“There’s no limit to how complicated things can get, on account of one thing always leading to another.”—E.B. White, Charlotte’s Web
E.B. White may not have been talking about hospitalists and their facilities, but he could have been. We are intricately involved in our facilities and, as we begin to make changes for our patients by changing the system and its processes, one thing leads to another.
Why should we bother to have partnerships with our facilities?
Hospitalist medicine has a unique feature: We need a facility to practice in. An ambulatory physician, while maintaining an office, can choose from a number of facilities. Unlike some procedural specialists, we cannot take our patients to an outpatient surgical center or other venue. If our hospital is not performing well, we have a difficult practice situation. It is imperative that we work with our facilities to ensure their success. We can create a rewarding practice environment by creating a highly functioning partnership.
If our goal is to deliver great care to patient populations, we cannot do this alone. In order for us to leverage our specialized knowledge we must leverage and master our partnerships with our facility. Ideally, in a partnership the objectives, values, and approaches are mutually reinforcing. There is agreement on the short-term and long-term goals. By operating with others in this partnership, new levels of unexpected performance are generated.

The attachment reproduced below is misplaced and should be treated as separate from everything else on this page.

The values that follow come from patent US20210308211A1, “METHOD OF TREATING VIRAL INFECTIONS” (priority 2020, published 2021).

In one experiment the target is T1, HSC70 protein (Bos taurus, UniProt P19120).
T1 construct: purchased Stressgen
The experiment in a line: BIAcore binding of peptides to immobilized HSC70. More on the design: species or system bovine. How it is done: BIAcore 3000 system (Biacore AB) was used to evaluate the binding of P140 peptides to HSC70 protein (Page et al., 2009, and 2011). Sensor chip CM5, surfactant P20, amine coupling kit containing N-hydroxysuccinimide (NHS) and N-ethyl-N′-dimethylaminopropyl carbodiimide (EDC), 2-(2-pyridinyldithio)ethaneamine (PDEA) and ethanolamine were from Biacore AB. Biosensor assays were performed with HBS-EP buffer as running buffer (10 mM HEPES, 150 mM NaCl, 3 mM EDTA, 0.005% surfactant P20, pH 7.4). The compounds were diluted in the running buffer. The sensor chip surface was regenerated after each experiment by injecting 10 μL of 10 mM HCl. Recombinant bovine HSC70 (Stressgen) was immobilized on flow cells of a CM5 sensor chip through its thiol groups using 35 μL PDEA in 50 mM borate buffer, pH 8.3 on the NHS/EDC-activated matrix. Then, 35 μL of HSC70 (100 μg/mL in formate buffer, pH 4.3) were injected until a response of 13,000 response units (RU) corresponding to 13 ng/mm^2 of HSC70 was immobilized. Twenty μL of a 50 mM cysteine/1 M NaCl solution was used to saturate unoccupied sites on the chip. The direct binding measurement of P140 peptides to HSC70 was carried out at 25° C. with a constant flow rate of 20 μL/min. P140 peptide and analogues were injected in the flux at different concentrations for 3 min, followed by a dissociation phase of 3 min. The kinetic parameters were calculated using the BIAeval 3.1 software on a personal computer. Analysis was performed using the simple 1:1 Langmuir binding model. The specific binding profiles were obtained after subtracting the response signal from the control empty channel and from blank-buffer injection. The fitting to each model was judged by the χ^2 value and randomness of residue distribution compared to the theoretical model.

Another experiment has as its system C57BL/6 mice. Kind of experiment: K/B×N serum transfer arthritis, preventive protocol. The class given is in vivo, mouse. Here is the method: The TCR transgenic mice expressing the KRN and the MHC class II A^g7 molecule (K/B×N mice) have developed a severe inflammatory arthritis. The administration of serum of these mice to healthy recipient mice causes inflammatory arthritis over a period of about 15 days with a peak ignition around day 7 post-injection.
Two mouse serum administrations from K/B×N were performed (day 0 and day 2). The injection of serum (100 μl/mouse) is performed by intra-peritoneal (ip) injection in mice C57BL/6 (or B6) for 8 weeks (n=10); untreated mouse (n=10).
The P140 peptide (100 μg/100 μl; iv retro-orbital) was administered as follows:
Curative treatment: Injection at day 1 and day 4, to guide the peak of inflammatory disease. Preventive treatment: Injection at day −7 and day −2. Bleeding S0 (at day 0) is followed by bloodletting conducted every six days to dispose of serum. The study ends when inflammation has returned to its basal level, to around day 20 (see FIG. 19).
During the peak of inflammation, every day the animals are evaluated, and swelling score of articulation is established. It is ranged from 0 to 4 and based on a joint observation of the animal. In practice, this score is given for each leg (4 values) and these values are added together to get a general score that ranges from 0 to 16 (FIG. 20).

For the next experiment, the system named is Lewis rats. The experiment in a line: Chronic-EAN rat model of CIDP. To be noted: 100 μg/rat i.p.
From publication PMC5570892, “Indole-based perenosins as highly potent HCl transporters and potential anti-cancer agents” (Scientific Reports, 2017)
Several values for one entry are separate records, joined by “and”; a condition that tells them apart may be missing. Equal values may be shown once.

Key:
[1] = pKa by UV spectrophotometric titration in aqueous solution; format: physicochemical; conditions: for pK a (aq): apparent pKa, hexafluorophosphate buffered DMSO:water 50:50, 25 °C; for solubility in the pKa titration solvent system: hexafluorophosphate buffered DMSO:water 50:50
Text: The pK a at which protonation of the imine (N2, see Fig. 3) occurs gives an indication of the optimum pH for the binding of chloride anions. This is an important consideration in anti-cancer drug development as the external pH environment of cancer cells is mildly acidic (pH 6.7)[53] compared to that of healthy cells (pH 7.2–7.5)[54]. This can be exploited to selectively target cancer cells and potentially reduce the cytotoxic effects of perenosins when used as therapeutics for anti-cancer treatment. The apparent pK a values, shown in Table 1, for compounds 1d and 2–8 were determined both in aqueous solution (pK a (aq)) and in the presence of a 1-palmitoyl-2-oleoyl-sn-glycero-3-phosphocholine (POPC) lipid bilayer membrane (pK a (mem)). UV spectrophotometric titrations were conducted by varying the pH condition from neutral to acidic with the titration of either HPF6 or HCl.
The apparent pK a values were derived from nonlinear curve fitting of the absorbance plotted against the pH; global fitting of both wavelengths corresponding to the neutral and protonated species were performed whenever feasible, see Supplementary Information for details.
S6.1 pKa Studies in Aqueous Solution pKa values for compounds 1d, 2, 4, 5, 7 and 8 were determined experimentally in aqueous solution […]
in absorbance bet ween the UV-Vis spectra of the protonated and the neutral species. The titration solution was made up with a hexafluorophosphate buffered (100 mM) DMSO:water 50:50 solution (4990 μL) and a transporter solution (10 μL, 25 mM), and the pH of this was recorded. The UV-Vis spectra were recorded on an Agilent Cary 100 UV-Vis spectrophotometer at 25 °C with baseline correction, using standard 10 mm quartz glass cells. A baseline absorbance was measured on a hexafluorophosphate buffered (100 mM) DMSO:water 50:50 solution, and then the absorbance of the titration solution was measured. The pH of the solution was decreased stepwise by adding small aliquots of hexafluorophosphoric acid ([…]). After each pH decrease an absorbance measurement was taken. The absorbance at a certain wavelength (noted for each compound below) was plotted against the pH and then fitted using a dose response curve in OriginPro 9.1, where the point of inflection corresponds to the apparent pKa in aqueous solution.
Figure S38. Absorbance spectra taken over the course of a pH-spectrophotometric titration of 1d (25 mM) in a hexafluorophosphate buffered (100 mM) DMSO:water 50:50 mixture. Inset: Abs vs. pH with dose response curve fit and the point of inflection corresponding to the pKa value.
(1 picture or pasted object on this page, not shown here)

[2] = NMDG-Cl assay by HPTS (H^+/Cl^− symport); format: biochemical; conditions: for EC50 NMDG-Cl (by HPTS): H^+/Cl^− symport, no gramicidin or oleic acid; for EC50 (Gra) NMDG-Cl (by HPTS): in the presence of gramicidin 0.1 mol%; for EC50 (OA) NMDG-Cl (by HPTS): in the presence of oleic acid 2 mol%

But partnership is a difficult thing. Though we are intricately entwined with the hospitals in which we practice, often we are not partnering. Partnerships occur at different levels. We may be partnering at a level that does not encourage results. In the dysfunctional partnership, the parties perceive little or no mutual benefit. They apply competitive negotiation skills to get their way regardless of the impact on relationships or outcomes. No one is really committed to anyone. Many times in a partnership, we demand what we want:
- A case manager for our team, seven days a week;
- A better office or computer system;
- Better emergency department procedures; or
- More time off.
Such demands without discussion and without consideration of the other’s point of view occur in a dysfunctional partnership.
But we have the opportunity to move these discussions in a positive manner because there are so many things that we directly control that cause the success or failure of our facilities. Our recognition of these needs can create an opportunity for us to prove our ability to partner. Typically, physicians have not supported administrative initiatives. It is well known that most administrators see the doctors as a project to work around instead of a partner in their success. Indeed for years many doctors established a sport of thwarting administrative plans and ideas; however, we need to proactively establish a new paradigm where we are the partners in improving care for our patient populations. Stuck for ideas on overlapping opportunity? Here are a few thoughts.